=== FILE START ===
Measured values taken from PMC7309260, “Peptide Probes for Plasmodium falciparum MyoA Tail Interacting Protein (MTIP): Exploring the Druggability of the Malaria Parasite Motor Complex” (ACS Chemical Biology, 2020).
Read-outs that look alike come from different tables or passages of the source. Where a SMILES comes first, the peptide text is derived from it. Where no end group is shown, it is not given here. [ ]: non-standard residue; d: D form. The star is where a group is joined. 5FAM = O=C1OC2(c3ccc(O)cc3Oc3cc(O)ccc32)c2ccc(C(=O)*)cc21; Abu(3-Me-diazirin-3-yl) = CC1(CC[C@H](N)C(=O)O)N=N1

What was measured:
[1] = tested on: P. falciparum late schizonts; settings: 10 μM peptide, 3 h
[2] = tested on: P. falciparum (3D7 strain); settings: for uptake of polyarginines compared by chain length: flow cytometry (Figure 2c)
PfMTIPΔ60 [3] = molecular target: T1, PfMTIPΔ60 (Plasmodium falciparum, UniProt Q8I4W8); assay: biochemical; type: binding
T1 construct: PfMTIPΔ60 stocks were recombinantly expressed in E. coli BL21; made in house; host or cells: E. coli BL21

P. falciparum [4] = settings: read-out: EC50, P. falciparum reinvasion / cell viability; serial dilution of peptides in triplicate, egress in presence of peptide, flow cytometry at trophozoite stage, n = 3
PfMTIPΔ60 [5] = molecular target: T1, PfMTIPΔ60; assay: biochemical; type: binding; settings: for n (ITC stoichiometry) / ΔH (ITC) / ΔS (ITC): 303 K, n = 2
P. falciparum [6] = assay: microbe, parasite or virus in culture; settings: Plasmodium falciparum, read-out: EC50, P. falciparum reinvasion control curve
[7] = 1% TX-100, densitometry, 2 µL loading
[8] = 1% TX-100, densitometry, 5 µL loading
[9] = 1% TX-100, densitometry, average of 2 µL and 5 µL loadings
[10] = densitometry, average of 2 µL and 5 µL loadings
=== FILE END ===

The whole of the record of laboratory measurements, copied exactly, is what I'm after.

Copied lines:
Measured values taken from PMC7309260, “Peptide Probes for Plasmodium falciparum MyoA Tail Interacting Protein (MTIP): Exploring the Druggability of the Malaria Parasite Motor Complex” (ACS Chemical Biology, 2020).
Read-outs that look alike come from different tables or passages of the source. Where a SMILES comes first, the peptide text is derived from it. Where no end group is shown, it is not given here. [ ]: non-standard residue; d: D form. The star is where a group is joined. 5FAM = O=C1OC2(c3ccc(O)cc3Oc3cc(O)ccc32)c2ccc(C(=O)*)cc21; Abu(3-Me-diazirin-3-yl) = CC1(CC[C@H](N)C(=O)O)N=N1

What was measured:
[1] = tested on: P. falciparum late schizonts; settings: 10 μM peptide, 3 h
[2] = tested on: P. falciparum (3D7 strain); settings: for uptake of polyarginines compared by chain length: flow cytometry (Figure 2c)
PfMTIPΔ60 [3] = molecular target: T1, PfMTIPΔ60 (Plasmodium falciparum, UniProt Q8I4W8); assay: biochemical; type: binding
T1 construct: PfMTIPΔ60 stocks were recombinantly expressed in E. coli BL21; made in house; host or cells: E. coli BL21

P. falciparum [4] = settings: read-out: EC50, P. falciparum reinvasion / cell viability; serial dilution of peptides in triplicate, egress in presence of peptide, flow cytometry at trophozoite stage, n = 3
PfMTIPΔ60 [5] = molecular target: T1, PfMTIPΔ60; assay: biochemical; type: binding; settings: for n (ITC stoichiometry) / ΔH (ITC) / ΔS (ITC): 303 K, n = 2
P. falciparum [6] = assay: microbe, parasite or virus in culture; settings: Plasmodium falciparum, read-out: EC50, P. falciparum reinvasion control curve
[7] = 1% TX-100, densitometry, 2 µL loading
[8] = 1% TX-100, densitometry, 5 µL loading
[9] = 1% TX-100, densitometry, average of 2 µL and 5 µL loadings
[10] = densitometry, average of 2 µL and 5 µL loadings